Daily Bulldog (Franklin County) - Thursday, March 23, 2017 

For the fourth year, the Franklin County Soil & Water Conservation District is asking local residents to be on the look out for big trees. The Franklin County Big Tree Contest runs from May 1 through Oct. 15. The goal is to find really big and really old native trees, including lesser-known trees listed on the Maine Forest Service website under “Project Canopy."
Column: It’s time for the sky dancing rituals of woodcock
Bangor Daily News - Thursday, March 23, 2017 

Woodcocks are eastern birds. There are few west of the Mississippi. They are game birds, historically so popular that when their numbers declined from habitat loss, Congress leapt into action. Moosehorn National Wildlife Refuge is one of the nation’s earliest refuges, and it was created to conserve and improve game bird habitat, especially for woodcock. Tour through its divisions in Baring and Edmund, and you’ll see lots of clearings along forest edges to provide woodcock breeding areas. It’s that time of year. The sky dances have begun. Get out and witness a natural spectacle. ~ Bob Duchesne
Editorial: As loggers get stiffed, Maine learns a lesson about propping up struggling industries
Bangor Daily News - Thursday, March 23, 2017 

Last year, lawmakers approved a $13.4 million bailout for the state’s biomass industry. The money from Maine’s taxpayers flows to two companies that generate electricity by burning wood at plants in Maine. The aim was to keep Maine loggers working. Instead of helping the loggers directly, however, the scheme requires Maine people and businesses to buy electricity produced at the biomass plants at above-market rates. But problems have already surfaced. Gov. Paul LePage wants to reduce the money the companies must have on deposit and one of the companies has allegedly not paid loggers who provide it with wood for weeks. This mess fulfills the concerns raised by lawmakers and others that giving taxpayer money to struggling biomass plants wasn’t the best way to help Maine loggers.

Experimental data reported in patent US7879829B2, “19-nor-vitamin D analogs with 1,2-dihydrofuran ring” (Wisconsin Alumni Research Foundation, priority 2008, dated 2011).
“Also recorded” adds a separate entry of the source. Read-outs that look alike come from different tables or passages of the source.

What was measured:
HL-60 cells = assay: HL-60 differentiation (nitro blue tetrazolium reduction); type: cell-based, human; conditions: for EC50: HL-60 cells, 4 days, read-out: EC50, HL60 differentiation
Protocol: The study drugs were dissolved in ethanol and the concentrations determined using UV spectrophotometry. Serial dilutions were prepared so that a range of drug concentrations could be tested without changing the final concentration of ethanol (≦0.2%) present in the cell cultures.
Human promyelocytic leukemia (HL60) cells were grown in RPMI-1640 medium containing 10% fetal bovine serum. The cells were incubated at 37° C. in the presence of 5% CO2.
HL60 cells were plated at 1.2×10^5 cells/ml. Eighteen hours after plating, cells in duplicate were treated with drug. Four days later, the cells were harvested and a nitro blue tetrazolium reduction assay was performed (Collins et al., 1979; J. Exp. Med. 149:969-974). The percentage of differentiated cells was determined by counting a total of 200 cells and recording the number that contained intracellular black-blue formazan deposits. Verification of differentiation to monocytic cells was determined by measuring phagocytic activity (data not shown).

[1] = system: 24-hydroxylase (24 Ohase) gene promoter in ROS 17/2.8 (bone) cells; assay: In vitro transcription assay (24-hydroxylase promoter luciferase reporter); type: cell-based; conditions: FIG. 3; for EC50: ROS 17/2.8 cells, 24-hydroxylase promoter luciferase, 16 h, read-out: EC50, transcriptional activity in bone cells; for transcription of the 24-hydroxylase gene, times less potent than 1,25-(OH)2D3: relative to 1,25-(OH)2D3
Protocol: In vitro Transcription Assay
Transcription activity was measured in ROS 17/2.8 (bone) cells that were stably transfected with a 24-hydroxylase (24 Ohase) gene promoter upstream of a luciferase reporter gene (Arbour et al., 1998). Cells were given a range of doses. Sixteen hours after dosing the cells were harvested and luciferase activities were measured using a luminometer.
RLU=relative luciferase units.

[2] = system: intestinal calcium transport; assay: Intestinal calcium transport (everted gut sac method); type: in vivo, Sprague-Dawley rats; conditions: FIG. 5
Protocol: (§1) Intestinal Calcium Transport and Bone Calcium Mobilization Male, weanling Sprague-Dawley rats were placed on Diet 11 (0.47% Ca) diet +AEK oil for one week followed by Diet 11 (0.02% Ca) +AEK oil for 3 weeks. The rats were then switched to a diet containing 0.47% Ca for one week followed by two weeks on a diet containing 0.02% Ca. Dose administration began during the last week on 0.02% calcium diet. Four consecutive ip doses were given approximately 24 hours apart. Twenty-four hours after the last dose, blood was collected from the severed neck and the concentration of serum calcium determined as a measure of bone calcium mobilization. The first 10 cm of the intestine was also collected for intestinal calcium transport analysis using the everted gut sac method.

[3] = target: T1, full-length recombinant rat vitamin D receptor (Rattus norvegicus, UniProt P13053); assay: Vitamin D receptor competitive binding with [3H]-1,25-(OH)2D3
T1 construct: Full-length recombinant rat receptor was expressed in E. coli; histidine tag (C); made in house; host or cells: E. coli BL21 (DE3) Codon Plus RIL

The changing face of camping: record numbers of minorities hit the trails
Other - Thursday, March 23, 2017 

Camping has been traditionally associated with white Americans. But the activity is increasingly becoming an attractive form of vacation for people of color, according to a new study from the large national private campground system Kampgrounds of America. It found nonwhite campers now comprise 26% of all campers — more than double when it was first measured in 2012.
Bill to protect against Maine oil spills likely dead
Bangor Daily News - Thursday, March 23, 2017 

A bill that would require ships transferring fuel in Maine waters to use protective devices meant to block the spread of oil in the case of a spill is likely dead. The Legislature’s Joint Committee on Environment and Natural Resources last week recommended that Portland Sen. Ben Chipman’s bill should not be passed after a bevy of industry lobbyists and the Maine Department of Environmental Protection testified against it. Casco Baykeeper Ivy Frignoca said in written testimony that the bill is unlikely to effectively reduce the risk of spills during fuel transfers, as it does not clearly define who would determine when booms could or could not be safely used.
LePage will take his fight against North Woods monument to DC
Bangor Daily News - Thursday, March 23, 2017